Since this record does not include the instructions given by the trial court in the first action, it must be presumed that the *733jury was correctly instructed on every principle of law applicable to the facts. Robertson v. Stanley, 285 N.C. 561, 564, 206 S.E. 2d 190, 193 (1974). The trial judge in the first action was required to instruct the jury that in ascertaining the amount of damages recoverable by the estate of the child, the jury could consider only the losses suffered by the father of the child and not the losses suffered by the mother of the child if the jury found the mother negligent in causing her child’s death. See Carver v. Carver, 310 N.C. 669, 314 S.E. 2d 739 (1984) (where mother’s negligence results in death to her child, losses to the mother may not be considered in assessing damages for the wrongful death of the child). Therefore, the finding of the jury that Holland’s negligence proximately caused the death of the child was material and relevant to the disposition of that action and necessary and essential to the resulting judgment. Consequently, Holland is collaterally estopped to now deny her negligence in causing her daughter’s death. We note Holland does not dispute that the negligence of Wall as determined in the first action is binding in this action under the doctrine of collateral estoppel.


[2] However, a finding that Wall and Holland were both negligent, each proximately causing the death of the child, does not end the inquiry in determining if they are joint tortfeasors. It must first be determined that the injury sustained by the child is a single indivisible injury. Here, the injury was death. Death, by its very nature, is not capable of any practical or reasonable division and is therefore indivisible as a matter of law. See W. Keeton et al., Prosser & Keeton on the Law of Torts Sec. 52 at 347 (5th ed. 1984); see also Gay v. Piggly Wiggly Southern, Inc., 183 Ga. App. 175, 181, 358 S.E. 2d 468, 474 (1987) (citing cases which indicate death is a single and indivisible injury) and General Motors Corp. v. Edwards, 482 So. 2d 1176, 1190 (Ala. 1985) (death is an indivisible injury). Therefore, Wall and Holland are joint tortfeasors and State Farm is entitled to contribution from Holland pursuant to N.C.G.S. Sec. IB-1 et seq.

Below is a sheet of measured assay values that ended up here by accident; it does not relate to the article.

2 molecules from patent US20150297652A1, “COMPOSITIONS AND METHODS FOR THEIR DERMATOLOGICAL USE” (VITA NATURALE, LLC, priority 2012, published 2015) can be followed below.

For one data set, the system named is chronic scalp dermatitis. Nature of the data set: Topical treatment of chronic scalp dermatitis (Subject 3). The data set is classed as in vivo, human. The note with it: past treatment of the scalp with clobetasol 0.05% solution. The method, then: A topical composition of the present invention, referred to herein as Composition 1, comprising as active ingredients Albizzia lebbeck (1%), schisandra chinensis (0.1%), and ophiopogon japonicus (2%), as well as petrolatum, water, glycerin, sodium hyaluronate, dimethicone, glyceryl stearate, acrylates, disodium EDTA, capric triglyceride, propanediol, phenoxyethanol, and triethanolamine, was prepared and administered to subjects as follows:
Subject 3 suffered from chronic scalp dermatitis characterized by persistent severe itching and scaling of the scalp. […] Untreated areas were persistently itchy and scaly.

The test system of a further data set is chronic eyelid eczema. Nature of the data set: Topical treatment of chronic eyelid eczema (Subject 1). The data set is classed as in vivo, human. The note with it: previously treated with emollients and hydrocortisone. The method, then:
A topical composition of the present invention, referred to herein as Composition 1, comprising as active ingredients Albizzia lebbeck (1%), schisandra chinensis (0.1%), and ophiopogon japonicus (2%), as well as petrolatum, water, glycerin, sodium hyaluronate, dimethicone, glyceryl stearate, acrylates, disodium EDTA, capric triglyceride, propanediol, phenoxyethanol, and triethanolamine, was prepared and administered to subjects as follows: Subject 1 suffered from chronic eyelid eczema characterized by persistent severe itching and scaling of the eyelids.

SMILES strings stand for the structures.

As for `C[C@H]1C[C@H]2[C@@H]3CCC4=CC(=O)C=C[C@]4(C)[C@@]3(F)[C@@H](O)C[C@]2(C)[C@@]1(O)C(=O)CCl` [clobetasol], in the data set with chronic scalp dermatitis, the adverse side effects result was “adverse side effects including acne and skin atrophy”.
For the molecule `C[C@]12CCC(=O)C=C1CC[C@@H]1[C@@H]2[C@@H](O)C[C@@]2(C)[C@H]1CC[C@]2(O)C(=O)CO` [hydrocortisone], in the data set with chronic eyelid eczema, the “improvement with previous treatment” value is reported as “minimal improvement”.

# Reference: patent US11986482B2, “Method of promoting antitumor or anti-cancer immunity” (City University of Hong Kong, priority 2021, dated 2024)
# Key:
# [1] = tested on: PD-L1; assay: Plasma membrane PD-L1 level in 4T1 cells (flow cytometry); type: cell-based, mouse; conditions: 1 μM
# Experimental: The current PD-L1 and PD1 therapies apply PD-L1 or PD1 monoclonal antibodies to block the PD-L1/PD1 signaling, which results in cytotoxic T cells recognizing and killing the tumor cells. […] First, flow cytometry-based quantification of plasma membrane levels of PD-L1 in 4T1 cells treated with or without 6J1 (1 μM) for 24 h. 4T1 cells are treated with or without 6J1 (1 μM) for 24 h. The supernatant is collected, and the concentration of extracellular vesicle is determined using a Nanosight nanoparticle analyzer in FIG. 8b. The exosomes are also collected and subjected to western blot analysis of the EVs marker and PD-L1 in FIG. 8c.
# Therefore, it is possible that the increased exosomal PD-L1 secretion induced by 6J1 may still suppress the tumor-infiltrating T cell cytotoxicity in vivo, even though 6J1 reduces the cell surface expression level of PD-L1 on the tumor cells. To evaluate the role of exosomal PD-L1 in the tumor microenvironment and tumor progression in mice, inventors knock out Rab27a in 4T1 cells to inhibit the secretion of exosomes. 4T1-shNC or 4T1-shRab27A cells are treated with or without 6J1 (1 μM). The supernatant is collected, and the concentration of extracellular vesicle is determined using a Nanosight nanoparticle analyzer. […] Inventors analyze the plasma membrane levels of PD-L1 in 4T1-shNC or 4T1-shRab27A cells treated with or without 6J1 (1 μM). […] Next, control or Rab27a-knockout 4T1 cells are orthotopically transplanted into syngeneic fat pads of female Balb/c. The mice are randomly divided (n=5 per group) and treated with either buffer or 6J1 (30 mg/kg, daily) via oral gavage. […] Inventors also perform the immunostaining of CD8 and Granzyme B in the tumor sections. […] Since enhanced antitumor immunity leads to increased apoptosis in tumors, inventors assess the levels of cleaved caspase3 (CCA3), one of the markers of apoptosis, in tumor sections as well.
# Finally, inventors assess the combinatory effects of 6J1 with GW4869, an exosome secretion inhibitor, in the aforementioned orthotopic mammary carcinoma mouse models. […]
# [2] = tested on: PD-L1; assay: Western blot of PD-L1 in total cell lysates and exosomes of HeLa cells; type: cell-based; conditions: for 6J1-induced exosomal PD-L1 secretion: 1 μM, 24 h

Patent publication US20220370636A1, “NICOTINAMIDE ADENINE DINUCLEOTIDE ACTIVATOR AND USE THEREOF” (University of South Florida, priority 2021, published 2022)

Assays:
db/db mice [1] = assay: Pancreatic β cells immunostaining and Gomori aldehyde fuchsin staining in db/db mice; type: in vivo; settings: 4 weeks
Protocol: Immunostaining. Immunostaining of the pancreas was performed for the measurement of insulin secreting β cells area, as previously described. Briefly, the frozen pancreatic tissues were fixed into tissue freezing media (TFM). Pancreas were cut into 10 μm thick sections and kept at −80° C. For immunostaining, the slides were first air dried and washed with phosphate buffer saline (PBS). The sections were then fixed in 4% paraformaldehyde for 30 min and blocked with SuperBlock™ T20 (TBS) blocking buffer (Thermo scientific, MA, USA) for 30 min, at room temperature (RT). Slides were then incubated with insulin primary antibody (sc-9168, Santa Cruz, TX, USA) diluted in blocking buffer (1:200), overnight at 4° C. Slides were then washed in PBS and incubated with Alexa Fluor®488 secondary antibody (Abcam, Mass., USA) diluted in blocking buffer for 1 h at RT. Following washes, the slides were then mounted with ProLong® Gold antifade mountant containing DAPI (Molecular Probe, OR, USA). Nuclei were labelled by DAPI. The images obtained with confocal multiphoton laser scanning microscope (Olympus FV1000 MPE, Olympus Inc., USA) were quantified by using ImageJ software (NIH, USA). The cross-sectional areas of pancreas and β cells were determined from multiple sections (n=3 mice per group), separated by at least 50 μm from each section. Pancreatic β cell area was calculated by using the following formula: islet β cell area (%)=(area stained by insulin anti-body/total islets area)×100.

Accordingly, the trial court erred in granting summary judgment for Holland and we remand for entry of summary judgment for State Farm, as there do not exist any genuine issues of mate*734rial fact and plaintiff is entitled to judgment as a matter of law. See A-S-P Associates v. City of Raleigh, 298 N.C. 207, 258 S.E. 2d 444 (1979) (summary judgment in favor of non-movant is appropriate when evidence demonstrates no material issues of fact exist and non-movant entitled to entry of judgment as a matter of law).

As Holland did not plead or argue parental immunity as a bar, we do not address the question of whether she was immune from an action by her child and therefore not a joint tortfeasor. See Clemmons v. King, 265 N.C. 199, 201, 143 S.E. 2d 83, 85 (1965) (defendant in action for contribution must be liable as tortfeasor to original plaintiff) and N.C.G.S. Sec. 1-539.21 (1983) (abolishing parent/child immunity in cases involving the “operation of a motor vehicle” by a parent).

Reversed and remanded.

Judge Becton concurs.

Judge Phillips concurs in the results only.